We’re Marking Earth Day (Tuesday, April 22) with TWO Extra Big Weekends of Outdoor Teaching and Volunteering: 26 trail workshops, park clean-ups, and crew outings are on our schedule for the next two weekends, and more in between. Check out the opportunities for you to get out, be active, and give back.
Hike with a Group. Find hikes offered by our member clubs at Scheduled Hikes.
Hike with a Map. We have the best maps for you to find your way on trails. Light-weight, no batteries or connection needed maps
Bluestone, Sundown, and Vernooy Kill Wild Forests management; Mountain Clove and Kaaterskill Clove access initiative; Big Indian land acquisition, trailhead parking, and the Catskill Interpretive Center: these were among the topics discussed April 9 when 30 members of the Catskill Park Advisory Committee (CPAC) met at the Belleayre Ski Center to talk about the Catskill Park.
CPAC is chaired by the Trail Conference and the Catskill Center for Conservation and Development and brings together communities, nonprofits, and agencies—including the New York State Department of Environmental Conservation (DEC), the New York City Department of Environmental Protection—to discuss issues facing the Catskill Park. Continue reading
Yesterday (Wednesday, April 10), volunteers with our Long Distance Trails Crew (LDTC) were up in Wawarsing in the Shawangunk region, building a new footbridge on the D&H Canal. The canal’s towpath is a popular walk for residents and visitors, and provides a route for a section of our Long Path along the Gunks Greenway.
The crew plans to be out again both Saturday and Sunday this weekend on the Appalachian Trail on West Mountain in Harriman State Park. Sunday will be an Intro to Crew Work day. They welcome new volunteers to join their projects. You can find details and contact info for the outings on the crew schedule on our website (click). Look for ‘Long Distance Trails Crew’ or leader Chris Reyling.
A grant from Avon Products of Suffern, NY, helped pay for supplies.
Several of our staff members attended the 2014 Sustainable Trails Conference held by the Professional Trail Builders Association (PTBA) in Roanoke, West Virginia in early April.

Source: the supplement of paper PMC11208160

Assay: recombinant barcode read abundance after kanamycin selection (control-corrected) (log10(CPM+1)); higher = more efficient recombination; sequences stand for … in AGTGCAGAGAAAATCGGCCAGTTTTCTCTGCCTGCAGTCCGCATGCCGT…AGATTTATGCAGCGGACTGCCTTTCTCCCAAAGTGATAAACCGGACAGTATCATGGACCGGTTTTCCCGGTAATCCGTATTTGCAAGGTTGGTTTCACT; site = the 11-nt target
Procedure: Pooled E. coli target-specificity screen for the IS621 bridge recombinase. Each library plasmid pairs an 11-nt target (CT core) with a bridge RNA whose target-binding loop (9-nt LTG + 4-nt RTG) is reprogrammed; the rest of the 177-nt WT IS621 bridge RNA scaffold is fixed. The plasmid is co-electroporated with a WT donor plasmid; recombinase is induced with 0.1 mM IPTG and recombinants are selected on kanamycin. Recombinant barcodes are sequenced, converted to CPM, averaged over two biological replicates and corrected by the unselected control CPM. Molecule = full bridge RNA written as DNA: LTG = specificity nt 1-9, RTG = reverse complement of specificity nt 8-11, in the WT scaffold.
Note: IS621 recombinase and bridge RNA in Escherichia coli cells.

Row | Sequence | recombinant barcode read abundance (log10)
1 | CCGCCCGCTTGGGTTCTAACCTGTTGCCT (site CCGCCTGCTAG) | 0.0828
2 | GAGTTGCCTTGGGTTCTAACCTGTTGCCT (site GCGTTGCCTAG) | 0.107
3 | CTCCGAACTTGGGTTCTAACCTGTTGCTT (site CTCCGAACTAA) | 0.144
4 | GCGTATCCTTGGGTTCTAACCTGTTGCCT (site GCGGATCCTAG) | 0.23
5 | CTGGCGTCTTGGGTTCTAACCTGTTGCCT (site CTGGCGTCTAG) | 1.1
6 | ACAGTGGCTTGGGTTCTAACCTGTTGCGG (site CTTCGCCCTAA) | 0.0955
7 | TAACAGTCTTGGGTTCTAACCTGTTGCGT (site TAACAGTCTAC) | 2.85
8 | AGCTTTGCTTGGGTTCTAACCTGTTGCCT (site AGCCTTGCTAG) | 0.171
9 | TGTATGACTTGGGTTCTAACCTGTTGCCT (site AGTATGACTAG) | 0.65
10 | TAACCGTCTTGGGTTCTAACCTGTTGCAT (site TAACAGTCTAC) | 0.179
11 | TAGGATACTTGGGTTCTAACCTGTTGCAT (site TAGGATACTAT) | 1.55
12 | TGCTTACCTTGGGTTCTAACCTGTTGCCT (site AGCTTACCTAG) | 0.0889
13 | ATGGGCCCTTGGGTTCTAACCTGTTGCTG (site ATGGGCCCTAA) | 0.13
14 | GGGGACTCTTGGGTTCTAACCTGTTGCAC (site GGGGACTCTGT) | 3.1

This annual conference brings together professional trail builders, trail nonprofits and agency partners from across the country and around the world. Those attending this year included representatives from Brazil, South Africa, and Canada in addition to the United States.
The conference is a mix of classroom and field workshops that address many different trail topics, from how to split a stone to how to incorporate helicopter transport into remote trail construction (something we wish we had in the Catskill Mountains!). Ama Koenigshof, our Trail Builder, and Jeff Senterman, Senior Program Coordinator, attended workshops on the new Federal Trail Accessibility Standards, trail layout and construction techniques, stakeholder management, rail trails, and more. They look forward to sharing new information with our volunteers.
In addition to attending workshops and networking at the conference, Ama led two workshops on Building Partnerships that focused on the collaboration at Bear Mountain among volunteers, nonprofits, agency partners, and AmeriCorps Trail Crews on our trails project there. The Trail Conference is recognized as a leader in building partnerships on trail projects and the audience was eager to learn from our organization’s experience. We look forward to expanding these offerings at next year’s conference to provide even more opportunities to show leadership and provide educational opportunities.
Closer to home, we invite you to learn trail building skills with us at our Trail U. Spring is here and the workshop schedule and trail work outings are moving into high gear. Click here to see what’ already on the Trail U schedule.
By Ama Koenigshof, Trail Builder and Educator